Ireland needs to aim higher in the e-payments stakes


8 Nov 2010

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The development of e-payments represents a strong area for Ireland to add to our smart economy.

Many of the leading online retailers such as Amazon, eBay and PayPal are operating in Ireland and have reaped the benefits of relying on debit and credit payments through the internet.

According to a report by National Irish Bank (NIB), the Government could save more than €1bn if it moves into electronic payment systems. With such an opportunity available, it’s easy to see why many Irish businesses are looking to break into this payment method.

“At the moment, the way Irish firms are working is they’re looking into payment methods and are looking into opening up their business to a larger environment, as well,” said Michelle Murphy, Sage Pay sales executive.

Diversifying into e-payments is vital to not only improve efficiency, but also to help manage revenue intake. Ireland is the most intensive cash user and the second most extensive user of cheques in Europe.

This can prove detrimental to businesses, which are often left waiting on cheques to arrive in on time, affecting their accounts. By switching to electronic payments, this can be avoided, not only helping with processing finances, but also cutting costs.

“The big thing (with e-payments) is that companies are reducing their costs and can put their resources of people into difference areas, rather than chasing debts and following up phone calls trying to get payments,” said Murphy.

“From research I’ve been doing over the last couple of months, the main reason why a lot of our customers want to take payments by debit and credit cards are because cheques aren’t arriving in,” she added.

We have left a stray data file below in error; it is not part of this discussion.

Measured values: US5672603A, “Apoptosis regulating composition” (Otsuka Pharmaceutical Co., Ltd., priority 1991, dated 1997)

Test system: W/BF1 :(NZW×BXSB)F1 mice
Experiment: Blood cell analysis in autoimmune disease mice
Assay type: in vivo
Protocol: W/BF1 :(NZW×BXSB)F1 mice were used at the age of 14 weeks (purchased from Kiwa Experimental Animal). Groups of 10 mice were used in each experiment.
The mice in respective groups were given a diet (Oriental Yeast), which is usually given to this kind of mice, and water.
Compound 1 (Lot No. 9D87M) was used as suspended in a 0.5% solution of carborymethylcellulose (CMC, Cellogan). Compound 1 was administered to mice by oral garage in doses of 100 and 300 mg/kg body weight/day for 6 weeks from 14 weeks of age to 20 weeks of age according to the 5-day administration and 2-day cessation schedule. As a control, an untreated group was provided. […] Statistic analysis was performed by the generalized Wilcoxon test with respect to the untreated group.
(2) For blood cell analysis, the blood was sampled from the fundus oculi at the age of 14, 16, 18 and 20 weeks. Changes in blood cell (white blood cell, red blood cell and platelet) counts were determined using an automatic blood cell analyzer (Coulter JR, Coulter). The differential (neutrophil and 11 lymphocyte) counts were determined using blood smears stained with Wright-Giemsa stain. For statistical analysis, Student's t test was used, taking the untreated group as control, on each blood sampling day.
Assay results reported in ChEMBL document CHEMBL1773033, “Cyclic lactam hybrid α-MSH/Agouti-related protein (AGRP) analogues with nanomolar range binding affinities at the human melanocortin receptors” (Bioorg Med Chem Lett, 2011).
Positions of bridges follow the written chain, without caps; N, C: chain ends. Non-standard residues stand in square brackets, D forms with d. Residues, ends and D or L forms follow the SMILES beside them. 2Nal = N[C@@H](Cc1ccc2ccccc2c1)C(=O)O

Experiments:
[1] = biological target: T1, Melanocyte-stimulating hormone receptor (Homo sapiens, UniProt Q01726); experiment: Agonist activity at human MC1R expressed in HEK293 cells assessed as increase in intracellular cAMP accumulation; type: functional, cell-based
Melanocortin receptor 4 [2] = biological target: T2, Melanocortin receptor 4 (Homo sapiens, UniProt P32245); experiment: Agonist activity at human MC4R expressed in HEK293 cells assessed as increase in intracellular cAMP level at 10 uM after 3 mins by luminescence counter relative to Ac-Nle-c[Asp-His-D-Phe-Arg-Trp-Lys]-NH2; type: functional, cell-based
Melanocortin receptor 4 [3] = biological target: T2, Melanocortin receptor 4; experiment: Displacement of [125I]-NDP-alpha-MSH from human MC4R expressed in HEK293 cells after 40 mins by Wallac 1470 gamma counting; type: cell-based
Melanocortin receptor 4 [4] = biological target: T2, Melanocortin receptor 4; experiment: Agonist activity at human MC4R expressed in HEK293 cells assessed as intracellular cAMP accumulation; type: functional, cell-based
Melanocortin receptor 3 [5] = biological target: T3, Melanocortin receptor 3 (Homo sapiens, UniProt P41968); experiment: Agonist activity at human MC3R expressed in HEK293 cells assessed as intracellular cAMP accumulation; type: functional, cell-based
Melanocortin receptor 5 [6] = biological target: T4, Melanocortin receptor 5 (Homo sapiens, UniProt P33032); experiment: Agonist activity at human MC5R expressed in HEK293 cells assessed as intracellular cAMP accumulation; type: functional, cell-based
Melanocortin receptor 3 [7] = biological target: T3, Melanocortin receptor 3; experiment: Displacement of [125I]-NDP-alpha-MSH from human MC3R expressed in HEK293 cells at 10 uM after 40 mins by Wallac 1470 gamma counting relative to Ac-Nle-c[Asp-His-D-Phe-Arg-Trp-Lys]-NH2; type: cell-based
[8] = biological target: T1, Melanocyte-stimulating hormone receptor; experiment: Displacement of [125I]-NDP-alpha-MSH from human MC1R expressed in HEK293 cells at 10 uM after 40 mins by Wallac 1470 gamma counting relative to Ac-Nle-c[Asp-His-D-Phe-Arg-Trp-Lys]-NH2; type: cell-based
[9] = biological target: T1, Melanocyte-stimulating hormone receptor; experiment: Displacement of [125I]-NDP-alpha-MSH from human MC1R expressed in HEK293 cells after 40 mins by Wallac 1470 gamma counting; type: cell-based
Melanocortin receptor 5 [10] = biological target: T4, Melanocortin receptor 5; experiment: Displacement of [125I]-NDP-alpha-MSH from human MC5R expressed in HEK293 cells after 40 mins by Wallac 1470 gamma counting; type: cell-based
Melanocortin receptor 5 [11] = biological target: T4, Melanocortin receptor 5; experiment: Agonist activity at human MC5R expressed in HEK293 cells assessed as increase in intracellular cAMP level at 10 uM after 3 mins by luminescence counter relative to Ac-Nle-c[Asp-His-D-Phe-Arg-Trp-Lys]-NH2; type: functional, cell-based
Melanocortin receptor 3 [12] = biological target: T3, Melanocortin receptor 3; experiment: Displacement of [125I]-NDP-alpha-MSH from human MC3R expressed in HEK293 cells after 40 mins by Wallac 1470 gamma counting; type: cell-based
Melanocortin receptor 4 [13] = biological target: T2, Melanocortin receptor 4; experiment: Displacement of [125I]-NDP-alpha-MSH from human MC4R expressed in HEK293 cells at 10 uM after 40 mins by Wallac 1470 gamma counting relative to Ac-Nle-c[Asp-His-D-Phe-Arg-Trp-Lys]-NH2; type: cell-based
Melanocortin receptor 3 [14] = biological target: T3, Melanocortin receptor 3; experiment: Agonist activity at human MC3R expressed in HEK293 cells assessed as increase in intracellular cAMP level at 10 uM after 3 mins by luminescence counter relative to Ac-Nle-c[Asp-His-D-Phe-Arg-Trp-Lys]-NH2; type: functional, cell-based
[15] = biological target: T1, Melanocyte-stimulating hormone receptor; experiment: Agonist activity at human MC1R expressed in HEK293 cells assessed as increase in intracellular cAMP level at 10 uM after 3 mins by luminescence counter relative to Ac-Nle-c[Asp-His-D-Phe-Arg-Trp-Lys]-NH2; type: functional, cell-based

Not only can businesses streamline payments, they can also expand their market throughout Europe and beyond through e-commerce. 

“If businesses go online, as well, and accept payments through websites and e-commerce, it’ll open them up to a larger market, bringing in revenue where they wouldn’t have gotten it before,” said Murphy.

“We’ve one leading hotel, for example, which just went online a couple of months ago.

“They’ve brought in several thousand euro in revenue, which they wouldn’t have gotten before going online,” she said.

While Ireland is currently behind in e-payments, there is still a great opportunity for them to move into this. The NIB report has recommended that Ireland should reduce its cheque usage by 95pc and reduce cash usage to below the European average by 2013.

This push could be what the country needs in order to move into this payment method, putting us on an equal e-payment level with the rest of Europe and boosting our economy.